How to Insulate an Attic
An attic that isn’t properly insulated can cause heat to escape during the winter or cause the home to warm up during the summer. Poor attic insulation may increase energy usage by causing the HVAC to work overtime; not only will homeowners have difficulty maintaining that indoor temperature, but they may pay more money each month for heating and cooling.
Here’s how to insulate an attic to keep warm air from escaping during winter and to ensure that the home doesn’t heat up during the summer.
Options for Attic Insulation
There are many types of insulation for the attic. The Family Handyman states that homeowners can choose from fiberglass batting, cellulose, loose-fill fiberglass, mineral wool and spray foam. Each of these materials offers benefits…and possible pitfalls. When installing insulation, wear a respirator to keep the material from irritating the lungs
Fiberglass batting is one of the easiest insulation types for homeowners to DIY. This type of insulation is noted for its fluffy pillow-like construction. Unfortunately, according to The Family Handyman, this material also is the least effective for the job. While fiberglass batting is a convenient option, homeowners looking to maximize energy usage (and costs) might want to opt for a better material.
Cellulose is an upgraded option. This material also can be a DIY project, but homeowners may want to use a blower to effectively install it. The Family Handyman explains that this material can be a bit more complicated to install DIY, so homeowners who are a bit less experienced may want to hire a pro.
Loose-fill fiberglass also is an option for DIY. However, the biggest downfall of this material is that it can be very irritating—for the skin and the lungs. The material also is a less effective insulator than cellulose.
The best choice for attic insulation? Sprayed foam! This is the premier material to use for efficient insulation. However, sprayed foam also is the most expensive material, and homeowners should utilize a pro to install it. Sprayed foam is not recommended for DIY.
What is an R Value?
Why is sprayed foam better than any other material? The answer lies in something called the “r value.” A higher ‘r value’ indicates better insulation performance. Each material offers a different ‘r value’ that denotes its overall effectiveness. While each material has an associated ‘r value,’ each region in the country denotes a different ‘r value’ for effective insulation. Warmer regions require lower values, while cooler areas of the country demand a more effective form of insulation.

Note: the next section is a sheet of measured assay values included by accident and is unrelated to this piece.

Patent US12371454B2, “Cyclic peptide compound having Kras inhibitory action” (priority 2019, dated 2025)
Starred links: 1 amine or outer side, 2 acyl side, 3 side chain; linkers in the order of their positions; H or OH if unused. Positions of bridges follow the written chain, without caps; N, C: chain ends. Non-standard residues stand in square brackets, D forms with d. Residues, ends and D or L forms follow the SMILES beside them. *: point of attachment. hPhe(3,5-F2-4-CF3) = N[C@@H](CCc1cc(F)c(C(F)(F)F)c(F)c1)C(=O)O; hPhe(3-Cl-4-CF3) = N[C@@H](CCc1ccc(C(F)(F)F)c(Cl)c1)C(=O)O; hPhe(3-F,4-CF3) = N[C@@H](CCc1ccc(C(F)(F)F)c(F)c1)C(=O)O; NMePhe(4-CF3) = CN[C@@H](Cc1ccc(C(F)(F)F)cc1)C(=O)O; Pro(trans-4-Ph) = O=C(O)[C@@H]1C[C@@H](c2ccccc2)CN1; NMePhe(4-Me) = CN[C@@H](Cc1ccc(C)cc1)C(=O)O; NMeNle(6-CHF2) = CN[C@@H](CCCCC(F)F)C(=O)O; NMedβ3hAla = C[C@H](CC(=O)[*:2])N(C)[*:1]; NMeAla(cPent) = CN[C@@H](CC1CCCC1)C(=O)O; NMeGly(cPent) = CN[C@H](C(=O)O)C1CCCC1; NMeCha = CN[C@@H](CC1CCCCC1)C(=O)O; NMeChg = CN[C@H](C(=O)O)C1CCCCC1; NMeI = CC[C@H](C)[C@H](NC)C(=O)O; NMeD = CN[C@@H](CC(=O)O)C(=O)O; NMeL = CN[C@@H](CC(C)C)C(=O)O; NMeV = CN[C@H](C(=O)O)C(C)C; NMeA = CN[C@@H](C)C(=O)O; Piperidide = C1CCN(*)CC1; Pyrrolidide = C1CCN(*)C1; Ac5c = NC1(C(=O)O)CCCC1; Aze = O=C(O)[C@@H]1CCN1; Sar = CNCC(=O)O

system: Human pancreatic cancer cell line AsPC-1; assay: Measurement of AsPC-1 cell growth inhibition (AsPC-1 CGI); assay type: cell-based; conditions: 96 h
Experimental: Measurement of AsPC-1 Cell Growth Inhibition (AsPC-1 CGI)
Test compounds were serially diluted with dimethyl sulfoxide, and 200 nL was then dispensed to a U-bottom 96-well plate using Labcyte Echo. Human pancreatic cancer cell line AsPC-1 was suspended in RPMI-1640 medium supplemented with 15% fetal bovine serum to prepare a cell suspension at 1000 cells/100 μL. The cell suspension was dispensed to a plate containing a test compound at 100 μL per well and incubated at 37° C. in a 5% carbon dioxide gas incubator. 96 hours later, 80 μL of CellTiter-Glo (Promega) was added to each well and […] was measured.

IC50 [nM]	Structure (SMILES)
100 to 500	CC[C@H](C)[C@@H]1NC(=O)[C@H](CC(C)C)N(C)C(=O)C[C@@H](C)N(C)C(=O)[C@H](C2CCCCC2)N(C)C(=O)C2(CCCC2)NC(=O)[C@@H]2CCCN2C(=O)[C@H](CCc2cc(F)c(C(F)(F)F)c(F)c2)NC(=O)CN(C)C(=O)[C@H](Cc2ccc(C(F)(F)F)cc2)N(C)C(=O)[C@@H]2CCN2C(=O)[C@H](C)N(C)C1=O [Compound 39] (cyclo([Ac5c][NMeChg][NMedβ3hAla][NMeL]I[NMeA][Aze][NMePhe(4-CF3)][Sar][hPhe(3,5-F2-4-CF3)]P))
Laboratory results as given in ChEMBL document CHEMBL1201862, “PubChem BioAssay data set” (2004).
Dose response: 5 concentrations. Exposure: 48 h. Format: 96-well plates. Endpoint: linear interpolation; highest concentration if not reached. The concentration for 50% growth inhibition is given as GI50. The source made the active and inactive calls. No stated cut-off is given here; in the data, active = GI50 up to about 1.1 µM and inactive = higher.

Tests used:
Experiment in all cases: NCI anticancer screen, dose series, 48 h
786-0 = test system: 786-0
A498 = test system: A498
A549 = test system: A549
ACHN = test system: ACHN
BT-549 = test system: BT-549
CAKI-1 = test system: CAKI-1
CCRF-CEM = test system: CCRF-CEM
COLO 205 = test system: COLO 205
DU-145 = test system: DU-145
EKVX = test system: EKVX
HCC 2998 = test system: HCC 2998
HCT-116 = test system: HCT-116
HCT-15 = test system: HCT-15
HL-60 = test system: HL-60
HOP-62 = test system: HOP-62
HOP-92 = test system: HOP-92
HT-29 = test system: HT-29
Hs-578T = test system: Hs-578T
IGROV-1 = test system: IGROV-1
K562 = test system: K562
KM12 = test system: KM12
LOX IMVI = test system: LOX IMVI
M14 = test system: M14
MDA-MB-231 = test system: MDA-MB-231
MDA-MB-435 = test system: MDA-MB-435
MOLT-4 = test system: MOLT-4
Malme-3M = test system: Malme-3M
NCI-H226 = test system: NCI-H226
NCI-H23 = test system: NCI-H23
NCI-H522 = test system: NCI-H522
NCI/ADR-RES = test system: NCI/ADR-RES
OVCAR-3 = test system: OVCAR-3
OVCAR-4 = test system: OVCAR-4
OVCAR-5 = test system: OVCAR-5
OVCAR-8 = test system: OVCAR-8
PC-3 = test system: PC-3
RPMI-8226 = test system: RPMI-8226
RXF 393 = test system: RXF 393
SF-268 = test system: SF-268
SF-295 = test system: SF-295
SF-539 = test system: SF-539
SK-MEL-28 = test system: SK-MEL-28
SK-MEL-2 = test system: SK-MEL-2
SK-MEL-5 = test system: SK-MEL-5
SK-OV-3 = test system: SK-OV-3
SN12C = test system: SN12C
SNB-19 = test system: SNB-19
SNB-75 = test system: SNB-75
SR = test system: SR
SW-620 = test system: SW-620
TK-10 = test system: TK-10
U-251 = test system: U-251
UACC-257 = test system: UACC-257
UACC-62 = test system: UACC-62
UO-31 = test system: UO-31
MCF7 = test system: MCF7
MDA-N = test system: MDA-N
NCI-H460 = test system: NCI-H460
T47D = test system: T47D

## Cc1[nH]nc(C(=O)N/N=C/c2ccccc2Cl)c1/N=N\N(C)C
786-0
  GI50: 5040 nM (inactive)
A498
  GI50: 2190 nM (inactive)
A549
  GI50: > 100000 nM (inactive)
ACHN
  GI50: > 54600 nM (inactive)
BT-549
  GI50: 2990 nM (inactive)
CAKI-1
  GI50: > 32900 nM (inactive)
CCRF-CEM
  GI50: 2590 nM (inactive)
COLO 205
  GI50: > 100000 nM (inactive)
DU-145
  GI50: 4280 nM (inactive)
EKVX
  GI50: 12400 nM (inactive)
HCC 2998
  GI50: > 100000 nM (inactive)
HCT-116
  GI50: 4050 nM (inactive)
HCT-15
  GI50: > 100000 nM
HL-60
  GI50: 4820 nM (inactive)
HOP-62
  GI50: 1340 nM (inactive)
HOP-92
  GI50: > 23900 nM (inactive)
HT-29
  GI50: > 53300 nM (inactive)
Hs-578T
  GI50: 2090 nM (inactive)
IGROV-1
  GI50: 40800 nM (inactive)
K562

Specific areas of the home also require different ‘r values’ for effective insulation. The ‘r value’ associated with attic insulation can range from minimum values of 30 to 49 to maximum values of 49 to 60 (the range varies by region). In southern Florida (region 1), the ‘r value’ recommendations for attic insulation are 30 to 49. In northern Maine and Minnesota (region 7), however, the ‘r value’ for attic insulation ranges from 49 to 60.
Each insulation material bears its own ‘r value’ per inch. When a material carries a higher ‘r value,’ homeowners will need less of this material to effectively insulate a specific space in the home. When you compare each material by its ‘r value,’ it’s clear to see how the choice of material can affect the insulation performance. Today’s Homeowner provides a rundown of ‘r values’ of each insulation material:
- Blown Fiberglass: 2.2 to 2.9
- Fiberglass Batting: 2.9 to 3.8
- Blown Cellulose: 3.1 to 3.8
- Mineral Wool: 2.2 to 3.3
- Sprayed Foam: 3.6 to 8.2
The least effective forms of insulation—by ‘r value’—are blown fiberglass and mineral wool. To ensure the appropriate level of insulation, homeowners will need more of this material than most other choices. When the material types are shown by their ‘r value,’ it’s clear to see why sprayed foam is the winner. Unfortunately, though, while this material is the best choice, it’s also going to be the most expensive…and it isn’t DIY-friendly.
Attic Insulation Cost Savings
Every homeowner would likely choose sprayed foam if the budget allowed. Unfortunately, that’s not always the reality. Like any other home improvement project, choosing the right material for attic insulation requires homeowners to also look at their budget. While blown fiberglass isn’t the most efficient choice, it might be the best material for attic insulation cost savings. However, homeowners who can DIY the insulation project could opt for more expensive materials, as money would be saved on labor costs.
If the home is in need of more insulation for the attic—or better insulation—talk to a home improvement expert for guidance. Even associates at mega stores like Home Depot or Lowes may be able to give advice and steer budget-conscious homeowners to the best insulation options for their project.
No matter what insulation material is used, homeowners always should ensure that they have enough material to meet the ‘r value’ requirements in their region. Inadequate insulation can mean energy drains and higher energy bills each month related to heating and cooling costs. Wondering if poor attic insulation is adding to those monthly costs? Conduct a home energy audit using Benefyd and find all the energy drains in your home!